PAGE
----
By Kaitlyn McCormick
An itinerary decorated with a guest keynote speaker, student and faculty awards and three student panels, the Gender and Sexuality Studies (GSS) program is preparing to hold its 41st annual colloquium on March 28.
The event, sponsored by the College of Arts and Sciences in tandem with GSS, will run all day in Lynch Adler Hall 202 from 9:45 a.m. to 6:00 p.m. and welcomes Kristy Drutman as its keynote speaker.
Drutman, founder of BrownGirl Green, a media platform centered on diversity in the environmentalism field, will present her talk, “Owning Your Environmental Story: Feminism as a Tool for Climate Change” at 1:10 p.m.
Professor Erica Ryan, GSS director, expressed her excitement for not only the colloquium but a keynote speaker whose focus centers on the timely topic of climate change.
“Kristy is young, she’s in her 20s, so she has a very sort of Gen[eration] Z appeal, which I think our students are really going to love,” Ryan said. She also lauded Drutman’s resume, including that while she is young enough to appeal to the college demographic, she regularly attends climate conferences, interviewing figures like Cory Booker and Al Gore and was even invited to watch the State of the Union address at the White House.
“She’s just wonderful, and I think that she’s going to have a lot to say that our students will relate to,” Ryan said.
In addition to a decorated guest speaker, the day will highlight three student panels: “Gender and Media,” “Historicizing Sex and Gender” and “Literary Constructions of Gender.” The panels will highlight student research through papers and multimedia presentations and combine GSS studies with many different relative fields.
“I would love if students who came to the colloquium who haven’t thought a whole lot about that before [could] get a sense of the significance of being aware of the way sexuality plays a role in our society,” Ryan said.
Junior music production major Asha Burtin will be presenting on the first panel about women in hip-hop, as well as accepting the 2023 Virginia J. Cyrus Scholarship for “academic performance and work on behalf of women and girls,” according to Ryan.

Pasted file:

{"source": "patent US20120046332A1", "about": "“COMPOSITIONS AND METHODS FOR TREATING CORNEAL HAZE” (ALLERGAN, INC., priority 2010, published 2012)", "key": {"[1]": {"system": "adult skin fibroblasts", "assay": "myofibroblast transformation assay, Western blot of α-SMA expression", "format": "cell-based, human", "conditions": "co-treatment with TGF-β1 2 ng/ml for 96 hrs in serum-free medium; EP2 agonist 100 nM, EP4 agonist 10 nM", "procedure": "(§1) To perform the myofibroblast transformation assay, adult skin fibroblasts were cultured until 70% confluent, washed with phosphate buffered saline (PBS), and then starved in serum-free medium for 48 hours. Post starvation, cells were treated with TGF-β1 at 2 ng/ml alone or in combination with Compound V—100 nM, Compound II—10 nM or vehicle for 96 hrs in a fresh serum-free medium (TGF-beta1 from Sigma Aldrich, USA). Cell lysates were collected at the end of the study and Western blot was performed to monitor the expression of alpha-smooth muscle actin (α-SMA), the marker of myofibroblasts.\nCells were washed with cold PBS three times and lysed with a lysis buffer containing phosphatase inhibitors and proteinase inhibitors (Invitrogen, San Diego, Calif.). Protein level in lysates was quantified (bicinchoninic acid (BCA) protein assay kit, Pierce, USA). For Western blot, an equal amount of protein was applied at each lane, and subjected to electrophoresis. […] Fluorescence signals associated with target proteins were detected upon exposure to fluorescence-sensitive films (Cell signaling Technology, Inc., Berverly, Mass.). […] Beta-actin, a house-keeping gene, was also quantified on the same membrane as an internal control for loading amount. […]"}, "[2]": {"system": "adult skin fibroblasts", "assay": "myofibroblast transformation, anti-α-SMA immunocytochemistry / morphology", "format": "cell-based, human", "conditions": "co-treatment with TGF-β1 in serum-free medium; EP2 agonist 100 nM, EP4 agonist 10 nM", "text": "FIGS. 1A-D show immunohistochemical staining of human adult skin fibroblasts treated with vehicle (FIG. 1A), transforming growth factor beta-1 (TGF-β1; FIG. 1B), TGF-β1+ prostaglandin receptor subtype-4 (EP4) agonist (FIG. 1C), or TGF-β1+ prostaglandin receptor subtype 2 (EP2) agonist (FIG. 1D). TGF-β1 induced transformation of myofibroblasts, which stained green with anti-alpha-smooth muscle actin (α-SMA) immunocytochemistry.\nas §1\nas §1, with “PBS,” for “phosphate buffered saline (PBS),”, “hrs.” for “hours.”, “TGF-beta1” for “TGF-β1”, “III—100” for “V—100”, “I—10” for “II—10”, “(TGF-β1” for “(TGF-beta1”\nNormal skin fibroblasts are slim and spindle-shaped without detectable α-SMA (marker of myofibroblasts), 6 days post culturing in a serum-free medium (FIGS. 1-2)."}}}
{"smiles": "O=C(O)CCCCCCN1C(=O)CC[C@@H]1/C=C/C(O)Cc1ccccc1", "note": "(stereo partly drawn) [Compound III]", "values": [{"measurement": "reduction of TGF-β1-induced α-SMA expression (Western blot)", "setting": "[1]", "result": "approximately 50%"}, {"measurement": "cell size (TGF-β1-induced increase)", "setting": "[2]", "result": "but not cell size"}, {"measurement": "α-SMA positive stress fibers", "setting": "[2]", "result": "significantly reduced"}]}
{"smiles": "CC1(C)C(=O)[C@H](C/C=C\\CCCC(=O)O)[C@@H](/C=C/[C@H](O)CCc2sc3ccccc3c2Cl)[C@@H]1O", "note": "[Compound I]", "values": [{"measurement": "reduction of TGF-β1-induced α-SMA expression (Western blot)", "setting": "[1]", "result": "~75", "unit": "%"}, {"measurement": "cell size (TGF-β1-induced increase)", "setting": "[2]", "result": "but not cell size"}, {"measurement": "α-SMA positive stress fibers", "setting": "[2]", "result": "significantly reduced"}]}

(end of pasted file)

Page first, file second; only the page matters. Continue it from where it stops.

Associate professor Allison Weidhaas will also be recognized with the 2023 Ziegler-Gee Award.
Burtin explained that her application letter for the scholarship centered around the research she had done in her GSS minor, titled “Where Are the Black Riot Girls?”
The research, from the fall semester, focused on the “Riot Girl” feminist movement of the late ‘90s, and she took a special interest to focusing on the racial demographic of the movement through a paper and small documentary.
“I find it important to apply voices like my own, as well as queer voices,” Burtin said.
Outside of the research that earned her the scholarship, Burtin is currently focusing on research pertaining to people of color within the queer community through her minor.
Both Burtin and Ryan urged students who may have a curiosity regarding topics in GSS and may not know where to begin to attend the colloquium and hear their peers’ work.
“I just think it’s important to hear about perspectives that are not your own,” Burtin said. “A lot of the research I find interesting, a lot of the stuff that I like to read about is pertaining to my own specific experience [as a] Black woman, and so [I] think it’s important to attend things like this so that I can learn about experiences that I don’t go through myself.”
Ryan encouraged potential audience members as well, especially contextualizing GSS to the current national climate.
“I think something like our colloquium can help make them see the way our society categorizes people, the way our society constructs things like gender norms … conceptions of sexual orientation, conceptions of sexual identity,” Ryan said.